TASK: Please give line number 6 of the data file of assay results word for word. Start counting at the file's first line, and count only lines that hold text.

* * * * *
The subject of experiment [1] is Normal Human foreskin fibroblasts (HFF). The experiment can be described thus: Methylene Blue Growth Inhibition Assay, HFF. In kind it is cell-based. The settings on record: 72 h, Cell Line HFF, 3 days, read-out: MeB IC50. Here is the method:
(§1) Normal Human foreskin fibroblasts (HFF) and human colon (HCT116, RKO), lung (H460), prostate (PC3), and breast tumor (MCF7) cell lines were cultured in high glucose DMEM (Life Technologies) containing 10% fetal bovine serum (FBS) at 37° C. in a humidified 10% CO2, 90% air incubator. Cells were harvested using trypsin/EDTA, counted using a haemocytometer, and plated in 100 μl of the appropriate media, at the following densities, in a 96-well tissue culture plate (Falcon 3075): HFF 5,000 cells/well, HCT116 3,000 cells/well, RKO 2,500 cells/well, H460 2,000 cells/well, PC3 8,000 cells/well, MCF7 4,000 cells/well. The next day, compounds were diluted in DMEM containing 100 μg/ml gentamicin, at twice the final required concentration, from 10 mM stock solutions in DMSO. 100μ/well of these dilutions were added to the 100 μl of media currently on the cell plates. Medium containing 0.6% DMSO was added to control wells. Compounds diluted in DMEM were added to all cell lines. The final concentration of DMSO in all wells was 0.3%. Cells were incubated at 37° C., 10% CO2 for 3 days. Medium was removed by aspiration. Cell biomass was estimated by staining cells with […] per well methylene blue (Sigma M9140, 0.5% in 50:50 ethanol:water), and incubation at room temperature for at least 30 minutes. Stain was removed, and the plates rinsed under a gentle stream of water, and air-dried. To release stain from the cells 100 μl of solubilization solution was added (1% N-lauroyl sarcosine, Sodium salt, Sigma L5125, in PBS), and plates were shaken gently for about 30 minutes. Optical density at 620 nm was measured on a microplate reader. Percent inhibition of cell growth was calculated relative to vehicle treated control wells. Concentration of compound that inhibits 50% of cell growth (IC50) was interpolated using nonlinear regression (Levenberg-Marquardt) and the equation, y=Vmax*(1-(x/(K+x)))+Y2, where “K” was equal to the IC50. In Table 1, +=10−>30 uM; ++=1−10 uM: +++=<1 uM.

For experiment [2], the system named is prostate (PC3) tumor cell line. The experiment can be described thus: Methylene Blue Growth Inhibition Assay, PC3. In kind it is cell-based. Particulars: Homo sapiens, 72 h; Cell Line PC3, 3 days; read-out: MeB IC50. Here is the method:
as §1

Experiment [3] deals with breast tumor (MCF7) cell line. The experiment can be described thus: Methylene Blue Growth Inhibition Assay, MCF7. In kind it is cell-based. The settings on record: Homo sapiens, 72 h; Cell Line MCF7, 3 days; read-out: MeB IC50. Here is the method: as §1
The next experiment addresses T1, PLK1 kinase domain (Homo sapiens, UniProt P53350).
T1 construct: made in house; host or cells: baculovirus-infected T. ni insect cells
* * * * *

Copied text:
The next experiment addresses T1, PLK1 kinase domain (Homo sapiens, UniProt P53350).